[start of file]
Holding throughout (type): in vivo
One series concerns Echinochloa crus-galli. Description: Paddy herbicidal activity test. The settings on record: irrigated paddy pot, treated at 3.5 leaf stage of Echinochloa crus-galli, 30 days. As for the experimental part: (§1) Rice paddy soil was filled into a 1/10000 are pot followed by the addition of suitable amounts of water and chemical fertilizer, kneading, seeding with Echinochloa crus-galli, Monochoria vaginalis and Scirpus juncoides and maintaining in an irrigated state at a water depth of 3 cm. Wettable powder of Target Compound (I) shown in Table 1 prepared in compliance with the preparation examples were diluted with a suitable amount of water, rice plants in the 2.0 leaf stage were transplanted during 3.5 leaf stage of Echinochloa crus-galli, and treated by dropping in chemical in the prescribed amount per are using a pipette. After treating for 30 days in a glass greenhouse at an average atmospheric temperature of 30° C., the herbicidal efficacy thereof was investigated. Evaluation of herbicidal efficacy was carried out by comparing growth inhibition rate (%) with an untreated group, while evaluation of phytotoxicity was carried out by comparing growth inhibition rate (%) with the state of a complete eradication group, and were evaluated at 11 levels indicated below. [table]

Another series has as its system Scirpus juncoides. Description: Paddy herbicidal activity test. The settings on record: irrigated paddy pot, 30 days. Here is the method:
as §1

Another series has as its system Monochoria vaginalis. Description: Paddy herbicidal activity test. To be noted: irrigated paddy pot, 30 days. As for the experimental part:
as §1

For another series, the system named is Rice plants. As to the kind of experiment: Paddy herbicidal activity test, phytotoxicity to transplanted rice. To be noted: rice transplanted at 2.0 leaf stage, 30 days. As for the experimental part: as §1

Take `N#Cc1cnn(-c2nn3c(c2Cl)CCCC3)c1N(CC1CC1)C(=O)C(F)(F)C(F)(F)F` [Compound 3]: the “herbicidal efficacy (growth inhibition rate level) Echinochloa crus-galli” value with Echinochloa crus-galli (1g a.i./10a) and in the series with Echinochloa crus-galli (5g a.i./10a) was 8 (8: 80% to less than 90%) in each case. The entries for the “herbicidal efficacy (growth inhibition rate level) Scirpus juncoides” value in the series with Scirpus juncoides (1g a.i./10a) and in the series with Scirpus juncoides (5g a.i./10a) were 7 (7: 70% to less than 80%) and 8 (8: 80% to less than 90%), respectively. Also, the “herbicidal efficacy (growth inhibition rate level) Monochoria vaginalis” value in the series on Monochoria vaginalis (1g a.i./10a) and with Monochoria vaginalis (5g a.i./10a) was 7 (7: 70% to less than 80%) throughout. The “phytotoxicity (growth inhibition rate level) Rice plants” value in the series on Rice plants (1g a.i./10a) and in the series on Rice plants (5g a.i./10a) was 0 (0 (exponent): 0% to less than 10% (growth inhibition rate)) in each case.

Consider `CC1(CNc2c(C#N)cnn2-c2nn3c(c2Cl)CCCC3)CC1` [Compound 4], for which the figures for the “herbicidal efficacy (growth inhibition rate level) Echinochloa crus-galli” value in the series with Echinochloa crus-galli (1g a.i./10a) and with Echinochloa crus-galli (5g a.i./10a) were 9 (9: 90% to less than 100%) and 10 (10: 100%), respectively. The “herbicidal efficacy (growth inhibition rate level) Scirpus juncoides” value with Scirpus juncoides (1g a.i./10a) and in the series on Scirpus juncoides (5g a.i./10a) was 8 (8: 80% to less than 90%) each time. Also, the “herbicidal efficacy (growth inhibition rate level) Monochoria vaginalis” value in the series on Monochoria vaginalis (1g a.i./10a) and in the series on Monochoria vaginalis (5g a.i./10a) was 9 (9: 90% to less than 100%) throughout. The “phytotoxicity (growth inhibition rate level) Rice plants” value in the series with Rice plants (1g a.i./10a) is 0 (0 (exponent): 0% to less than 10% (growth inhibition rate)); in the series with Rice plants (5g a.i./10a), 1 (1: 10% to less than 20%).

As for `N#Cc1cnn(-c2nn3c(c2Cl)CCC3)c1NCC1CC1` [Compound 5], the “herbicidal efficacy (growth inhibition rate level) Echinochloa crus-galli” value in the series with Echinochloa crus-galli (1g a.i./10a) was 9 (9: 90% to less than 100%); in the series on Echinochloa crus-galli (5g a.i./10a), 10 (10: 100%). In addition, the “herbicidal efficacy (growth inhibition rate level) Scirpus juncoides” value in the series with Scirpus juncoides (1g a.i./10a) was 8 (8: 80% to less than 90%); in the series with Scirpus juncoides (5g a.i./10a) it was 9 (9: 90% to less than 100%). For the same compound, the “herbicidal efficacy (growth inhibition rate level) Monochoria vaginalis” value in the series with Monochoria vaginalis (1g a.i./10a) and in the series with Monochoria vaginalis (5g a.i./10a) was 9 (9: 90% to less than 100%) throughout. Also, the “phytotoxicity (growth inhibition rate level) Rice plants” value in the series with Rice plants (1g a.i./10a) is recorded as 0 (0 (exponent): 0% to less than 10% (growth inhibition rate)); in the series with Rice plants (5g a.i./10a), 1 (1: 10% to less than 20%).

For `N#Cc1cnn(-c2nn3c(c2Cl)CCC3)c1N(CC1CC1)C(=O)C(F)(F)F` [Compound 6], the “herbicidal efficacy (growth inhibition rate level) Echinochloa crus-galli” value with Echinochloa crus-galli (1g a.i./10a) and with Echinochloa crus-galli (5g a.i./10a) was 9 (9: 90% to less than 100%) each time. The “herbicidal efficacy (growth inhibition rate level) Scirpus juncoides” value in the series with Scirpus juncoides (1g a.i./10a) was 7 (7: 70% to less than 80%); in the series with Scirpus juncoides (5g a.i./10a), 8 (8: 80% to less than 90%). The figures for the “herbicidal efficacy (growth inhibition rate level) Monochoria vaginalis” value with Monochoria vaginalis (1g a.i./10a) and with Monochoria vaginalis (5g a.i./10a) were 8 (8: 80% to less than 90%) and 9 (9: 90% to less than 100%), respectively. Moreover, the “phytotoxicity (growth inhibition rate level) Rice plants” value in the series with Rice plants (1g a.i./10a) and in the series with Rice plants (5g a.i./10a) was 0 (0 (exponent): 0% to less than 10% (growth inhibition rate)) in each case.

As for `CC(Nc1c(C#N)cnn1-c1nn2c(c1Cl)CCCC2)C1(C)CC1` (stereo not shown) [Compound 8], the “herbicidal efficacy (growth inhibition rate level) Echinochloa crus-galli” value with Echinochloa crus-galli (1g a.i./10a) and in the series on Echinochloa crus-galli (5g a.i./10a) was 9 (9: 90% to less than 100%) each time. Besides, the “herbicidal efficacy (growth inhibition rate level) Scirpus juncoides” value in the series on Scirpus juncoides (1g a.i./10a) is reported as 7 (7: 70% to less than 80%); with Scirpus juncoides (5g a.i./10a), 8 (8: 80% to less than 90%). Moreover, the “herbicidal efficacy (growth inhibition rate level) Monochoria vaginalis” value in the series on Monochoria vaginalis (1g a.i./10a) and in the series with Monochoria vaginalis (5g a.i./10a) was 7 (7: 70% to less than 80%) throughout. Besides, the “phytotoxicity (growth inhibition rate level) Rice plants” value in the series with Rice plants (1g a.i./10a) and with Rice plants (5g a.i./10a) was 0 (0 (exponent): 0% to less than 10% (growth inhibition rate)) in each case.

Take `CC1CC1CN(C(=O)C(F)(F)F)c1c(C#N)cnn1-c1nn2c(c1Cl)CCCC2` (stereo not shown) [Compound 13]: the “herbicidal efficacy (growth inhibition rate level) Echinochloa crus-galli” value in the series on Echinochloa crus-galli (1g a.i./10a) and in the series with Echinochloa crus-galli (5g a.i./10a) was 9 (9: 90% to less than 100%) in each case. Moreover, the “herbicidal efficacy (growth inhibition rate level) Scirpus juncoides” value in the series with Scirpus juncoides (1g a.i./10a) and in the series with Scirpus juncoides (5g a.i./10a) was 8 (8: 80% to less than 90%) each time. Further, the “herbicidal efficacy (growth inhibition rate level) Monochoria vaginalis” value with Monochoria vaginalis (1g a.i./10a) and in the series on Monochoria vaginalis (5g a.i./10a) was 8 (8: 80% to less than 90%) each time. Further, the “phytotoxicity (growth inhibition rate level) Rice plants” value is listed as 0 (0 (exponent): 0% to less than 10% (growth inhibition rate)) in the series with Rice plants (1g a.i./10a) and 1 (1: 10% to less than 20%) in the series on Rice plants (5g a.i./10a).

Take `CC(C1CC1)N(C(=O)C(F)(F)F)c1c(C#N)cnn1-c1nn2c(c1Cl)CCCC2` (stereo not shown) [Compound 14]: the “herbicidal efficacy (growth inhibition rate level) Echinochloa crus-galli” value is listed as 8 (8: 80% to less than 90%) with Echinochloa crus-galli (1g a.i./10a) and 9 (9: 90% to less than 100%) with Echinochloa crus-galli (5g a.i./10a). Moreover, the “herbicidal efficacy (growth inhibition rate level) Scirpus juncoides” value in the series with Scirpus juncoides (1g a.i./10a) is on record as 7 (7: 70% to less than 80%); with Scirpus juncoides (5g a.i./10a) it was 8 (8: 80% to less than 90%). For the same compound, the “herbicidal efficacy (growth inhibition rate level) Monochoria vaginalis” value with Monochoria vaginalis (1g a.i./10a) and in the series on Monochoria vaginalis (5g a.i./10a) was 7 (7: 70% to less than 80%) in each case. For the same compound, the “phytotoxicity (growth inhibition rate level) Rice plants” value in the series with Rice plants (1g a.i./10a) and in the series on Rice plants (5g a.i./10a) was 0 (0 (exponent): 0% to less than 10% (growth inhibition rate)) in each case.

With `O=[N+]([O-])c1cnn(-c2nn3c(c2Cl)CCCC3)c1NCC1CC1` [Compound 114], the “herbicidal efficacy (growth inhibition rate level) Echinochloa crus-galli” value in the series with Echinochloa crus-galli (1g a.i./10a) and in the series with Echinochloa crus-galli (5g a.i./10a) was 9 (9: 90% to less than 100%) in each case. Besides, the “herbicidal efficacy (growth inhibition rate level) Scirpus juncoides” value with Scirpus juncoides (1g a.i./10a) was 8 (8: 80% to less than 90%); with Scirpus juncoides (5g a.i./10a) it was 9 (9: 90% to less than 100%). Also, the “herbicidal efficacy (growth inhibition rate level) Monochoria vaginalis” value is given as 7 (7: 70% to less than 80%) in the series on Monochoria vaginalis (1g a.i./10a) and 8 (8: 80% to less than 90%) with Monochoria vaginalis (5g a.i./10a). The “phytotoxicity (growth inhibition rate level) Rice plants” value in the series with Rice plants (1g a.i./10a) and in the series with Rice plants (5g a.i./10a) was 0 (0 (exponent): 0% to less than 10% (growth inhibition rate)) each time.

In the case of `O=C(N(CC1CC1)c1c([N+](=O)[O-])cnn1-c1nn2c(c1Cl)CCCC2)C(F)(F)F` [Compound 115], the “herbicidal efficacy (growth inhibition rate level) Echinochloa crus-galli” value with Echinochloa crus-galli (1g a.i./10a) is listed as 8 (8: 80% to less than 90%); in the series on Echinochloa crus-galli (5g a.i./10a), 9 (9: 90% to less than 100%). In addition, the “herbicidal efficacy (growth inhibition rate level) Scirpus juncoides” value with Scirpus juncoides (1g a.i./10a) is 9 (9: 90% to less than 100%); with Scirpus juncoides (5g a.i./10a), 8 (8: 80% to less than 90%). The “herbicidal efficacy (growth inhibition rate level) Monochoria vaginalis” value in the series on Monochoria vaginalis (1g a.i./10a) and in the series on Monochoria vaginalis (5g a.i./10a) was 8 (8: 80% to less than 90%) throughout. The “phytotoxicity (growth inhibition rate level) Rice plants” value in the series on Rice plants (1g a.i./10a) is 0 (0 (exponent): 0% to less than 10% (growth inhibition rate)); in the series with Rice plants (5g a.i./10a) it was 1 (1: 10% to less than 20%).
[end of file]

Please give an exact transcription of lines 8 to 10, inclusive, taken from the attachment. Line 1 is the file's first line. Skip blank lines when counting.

Take `N#Cc1cnn(-c2nn3c(c2Cl)CCCC3)c1N(CC1CC1)C(=O)C(F)(F)C(F)(F)F` [Compound 3]: the “herbicidal efficacy (growth inhibition rate level) Echinochloa crus-galli” value with Echinochloa crus-galli (1g a.i./10a) and in the series with Echinochloa crus-galli (5g a.i./10a) was 8 (8: 80% to less than 90%) in each case. The entries for the “herbicidal efficacy (growth inhibition rate level) Scirpus juncoides” value in the series with Scirpus juncoides (1g a.i./10a) and in the series with Scirpus juncoides (5g a.i./10a) were 7 (7: 70% to less than 80%) and 8 (8: 80% to less than 90%), respectively. Also, the “herbicidal efficacy (growth inhibition rate level) Monochoria vaginalis” value in the series on Monochoria vaginalis (1g a.i./10a) and with Monochoria vaginalis (5g a.i./10a) was 7 (7: 70% to less than 80%) throughout. The “phytotoxicity (growth inhibition rate level) Rice plants” value in the series on Rice plants (1g a.i./10a) and in the series on Rice plants (5g a.i./10a) was 0 (0 (exponent): 0% to less than 10% (growth inhibition rate)) in each case.

Consider `CC1(CNc2c(C#N)cnn2-c2nn3c(c2Cl)CCCC3)CC1` [Compound 4], for which the figures for the “herbicidal efficacy (growth inhibition rate level) Echinochloa crus-galli” value in the series with Echinochloa crus-galli (1g a.i./10a) and with Echinochloa crus-galli (5g a.i./10a) were 9 (9: 90% to less than 100%) and 10 (10: 100%), respectively. The “herbicidal efficacy (growth inhibition rate level) Scirpus juncoides” value with Scirpus juncoides (1g a.i./10a) and in the series on Scirpus juncoides (5g a.i./10a) was 8 (8: 80% to less than 90%) each time. Also, the “herbicidal efficacy (growth inhibition rate level) Monochoria vaginalis” value in the series on Monochoria vaginalis (1g a.i./10a) and in the series on Monochoria vaginalis (5g a.i./10a) was 9 (9: 90% to less than 100%) throughout. The “phytotoxicity (growth inhibition rate level) Rice plants” value in the series with Rice plants (1g a.i./10a) is 0 (0 (exponent): 0% to less than 10% (growth inhibition rate)); in the series with Rice plants (5g a.i./10a), 1 (1: 10% to less than 20%).

As for `N#Cc1cnn(-c2nn3c(c2Cl)CCC3)c1NCC1CC1` [Compound 5], the “herbicidal efficacy (growth inhibition rate level) Echinochloa crus-galli” value in the series with Echinochloa crus-galli (1g a.i./10a) was 9 (9: 90% to less than 100%); in the series on Echinochloa crus-galli (5g a.i./10a), 10 (10: 100%). In addition, the “herbicidal efficacy (growth inhibition rate level) Scirpus juncoides” value in the series with Scirpus juncoides (1g a.i./10a) was 8 (8: 80% to less than 90%); in the series with Scirpus juncoides (5g a.i./10a) it was 9 (9: 90% to less than 100%). For the same compound, the “herbicidal efficacy (growth inhibition rate level) Monochoria vaginalis” value in the series with Monochoria vaginalis (1g a.i./10a) and in the series with Monochoria vaginalis (5g a.i./10a) was 9 (9: 90% to less than 100%) throughout. Also, the “phytotoxicity (growth inhibition rate level) Rice plants” value in the series with Rice plants (1g a.i./10a) is recorded as 0 (0 (exponent): 0% to less than 10% (growth inhibition rate)); in the series with Rice plants (5g a.i./10a), 1 (1: 10% to less than 20%).